Re: interesting SIL-document

From: Philippe Verdy (
Date: Tue Feb 03 2004 - 09:01:22 EST

  • Next message: "Re: interesting SIL-document"

    From: "John Cowan" <>
    > Peter Kirk scripsit:
    > > "U+F25A LATIN SMALL LETTER HENG" is probably not intended as an h-ng
    > > combination but as h with a hook, probably a glyph variant of F222.
    > It represents the English phoneme "heng", which is realized as [h]
    > syllable-initially and [U+014B] finally.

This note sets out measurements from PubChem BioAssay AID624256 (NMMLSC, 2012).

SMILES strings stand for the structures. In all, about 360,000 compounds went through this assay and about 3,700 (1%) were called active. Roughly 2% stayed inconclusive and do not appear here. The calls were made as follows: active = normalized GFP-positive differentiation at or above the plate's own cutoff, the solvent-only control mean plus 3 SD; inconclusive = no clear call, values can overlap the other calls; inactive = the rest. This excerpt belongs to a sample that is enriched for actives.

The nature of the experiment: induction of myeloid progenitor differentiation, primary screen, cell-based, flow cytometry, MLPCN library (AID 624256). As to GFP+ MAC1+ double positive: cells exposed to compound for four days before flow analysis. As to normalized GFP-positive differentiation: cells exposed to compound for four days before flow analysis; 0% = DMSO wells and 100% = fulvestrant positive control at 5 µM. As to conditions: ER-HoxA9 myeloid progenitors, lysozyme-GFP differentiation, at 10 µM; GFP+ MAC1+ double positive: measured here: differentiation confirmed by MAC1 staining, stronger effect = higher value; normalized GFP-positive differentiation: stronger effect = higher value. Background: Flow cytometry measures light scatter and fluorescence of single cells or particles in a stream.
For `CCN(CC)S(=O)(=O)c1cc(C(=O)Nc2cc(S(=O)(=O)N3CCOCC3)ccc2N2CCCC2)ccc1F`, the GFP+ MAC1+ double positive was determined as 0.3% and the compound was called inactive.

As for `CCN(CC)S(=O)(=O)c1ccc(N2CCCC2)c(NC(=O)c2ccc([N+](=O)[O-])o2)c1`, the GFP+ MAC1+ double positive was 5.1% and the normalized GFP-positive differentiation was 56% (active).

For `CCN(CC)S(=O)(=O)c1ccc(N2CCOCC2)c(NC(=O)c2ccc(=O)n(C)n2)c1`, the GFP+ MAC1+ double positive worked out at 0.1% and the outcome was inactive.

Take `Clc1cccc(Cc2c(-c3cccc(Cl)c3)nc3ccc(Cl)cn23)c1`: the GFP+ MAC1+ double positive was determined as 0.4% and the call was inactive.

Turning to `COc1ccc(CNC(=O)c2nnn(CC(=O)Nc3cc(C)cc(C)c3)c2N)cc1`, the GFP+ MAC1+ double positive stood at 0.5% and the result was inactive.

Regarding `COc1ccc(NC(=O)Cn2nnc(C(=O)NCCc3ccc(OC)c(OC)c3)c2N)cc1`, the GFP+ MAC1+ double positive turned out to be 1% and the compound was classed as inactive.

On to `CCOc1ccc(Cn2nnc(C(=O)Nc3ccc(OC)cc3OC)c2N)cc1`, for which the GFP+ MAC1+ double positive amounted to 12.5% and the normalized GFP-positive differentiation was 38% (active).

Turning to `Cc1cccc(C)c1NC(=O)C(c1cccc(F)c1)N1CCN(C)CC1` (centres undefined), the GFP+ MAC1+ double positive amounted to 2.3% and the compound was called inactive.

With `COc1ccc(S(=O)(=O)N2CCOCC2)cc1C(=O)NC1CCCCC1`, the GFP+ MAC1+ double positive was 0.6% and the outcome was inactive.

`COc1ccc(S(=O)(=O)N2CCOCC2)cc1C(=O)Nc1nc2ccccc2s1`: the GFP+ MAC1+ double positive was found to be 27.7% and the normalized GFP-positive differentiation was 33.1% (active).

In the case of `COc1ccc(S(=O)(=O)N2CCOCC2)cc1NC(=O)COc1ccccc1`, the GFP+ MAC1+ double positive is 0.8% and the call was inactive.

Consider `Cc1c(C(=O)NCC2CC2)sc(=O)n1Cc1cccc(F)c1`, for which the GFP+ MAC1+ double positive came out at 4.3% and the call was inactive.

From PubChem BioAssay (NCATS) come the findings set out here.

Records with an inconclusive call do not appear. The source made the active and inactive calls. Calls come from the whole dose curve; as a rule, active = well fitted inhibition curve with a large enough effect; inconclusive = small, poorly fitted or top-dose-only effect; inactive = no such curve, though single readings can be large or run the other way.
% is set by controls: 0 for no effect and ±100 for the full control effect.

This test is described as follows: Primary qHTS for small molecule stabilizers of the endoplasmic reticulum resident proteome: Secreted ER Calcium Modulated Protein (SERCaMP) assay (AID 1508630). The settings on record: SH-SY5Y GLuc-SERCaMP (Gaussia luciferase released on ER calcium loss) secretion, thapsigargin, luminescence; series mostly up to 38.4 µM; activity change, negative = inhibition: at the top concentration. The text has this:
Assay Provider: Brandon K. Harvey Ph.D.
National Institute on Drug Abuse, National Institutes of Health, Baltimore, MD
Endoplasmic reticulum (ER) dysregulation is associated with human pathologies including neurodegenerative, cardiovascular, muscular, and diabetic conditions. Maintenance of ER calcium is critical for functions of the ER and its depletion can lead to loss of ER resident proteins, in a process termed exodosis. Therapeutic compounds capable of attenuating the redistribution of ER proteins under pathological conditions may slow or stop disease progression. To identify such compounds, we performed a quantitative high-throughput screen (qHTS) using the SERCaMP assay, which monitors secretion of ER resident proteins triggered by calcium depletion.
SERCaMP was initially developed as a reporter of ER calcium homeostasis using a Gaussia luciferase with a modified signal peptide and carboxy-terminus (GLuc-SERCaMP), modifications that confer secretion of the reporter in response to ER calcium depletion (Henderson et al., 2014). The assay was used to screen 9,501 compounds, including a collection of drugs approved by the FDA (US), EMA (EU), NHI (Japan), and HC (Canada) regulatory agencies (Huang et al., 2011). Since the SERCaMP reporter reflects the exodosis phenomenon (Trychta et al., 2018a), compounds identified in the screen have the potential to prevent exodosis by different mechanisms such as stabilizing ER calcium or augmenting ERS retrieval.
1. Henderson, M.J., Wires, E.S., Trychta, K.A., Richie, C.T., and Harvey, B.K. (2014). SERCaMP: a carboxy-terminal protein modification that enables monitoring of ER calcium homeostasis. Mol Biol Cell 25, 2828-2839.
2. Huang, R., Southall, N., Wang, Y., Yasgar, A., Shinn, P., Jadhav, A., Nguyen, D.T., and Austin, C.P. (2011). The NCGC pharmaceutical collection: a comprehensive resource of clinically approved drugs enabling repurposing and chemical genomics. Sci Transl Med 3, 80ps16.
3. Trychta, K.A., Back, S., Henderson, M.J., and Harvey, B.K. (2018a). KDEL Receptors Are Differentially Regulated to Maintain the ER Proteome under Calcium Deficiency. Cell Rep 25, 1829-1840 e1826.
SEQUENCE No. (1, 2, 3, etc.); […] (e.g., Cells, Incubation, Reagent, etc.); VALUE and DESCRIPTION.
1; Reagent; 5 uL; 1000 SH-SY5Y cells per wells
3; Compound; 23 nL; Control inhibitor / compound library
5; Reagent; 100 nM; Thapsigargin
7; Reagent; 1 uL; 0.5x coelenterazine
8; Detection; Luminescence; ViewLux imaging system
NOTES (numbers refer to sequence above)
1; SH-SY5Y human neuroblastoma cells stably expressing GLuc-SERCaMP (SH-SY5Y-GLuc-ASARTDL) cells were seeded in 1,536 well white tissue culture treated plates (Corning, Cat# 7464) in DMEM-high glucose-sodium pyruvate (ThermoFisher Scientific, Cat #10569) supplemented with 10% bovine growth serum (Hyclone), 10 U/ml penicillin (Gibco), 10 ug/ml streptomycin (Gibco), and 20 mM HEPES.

Which words? "hungry", "hunger", "Hungary", "Henry" ? I don't know a
    syllable-initial /h/ in English out of word-initial /h/... And even in that
    case, I think this comes from contracted phonetic of fast or popular speech,
    where there's an intermediate schwa between /h/ and /ng/ to detach the two
    consonnantal phonemes even if the intermediate vowel is not pronounced.

    May be I don't know English enough to find such example, or this is a matter of
    pronunciation accents (American English?) with which I'm not used to, and that I
    did not learn. Just curious...

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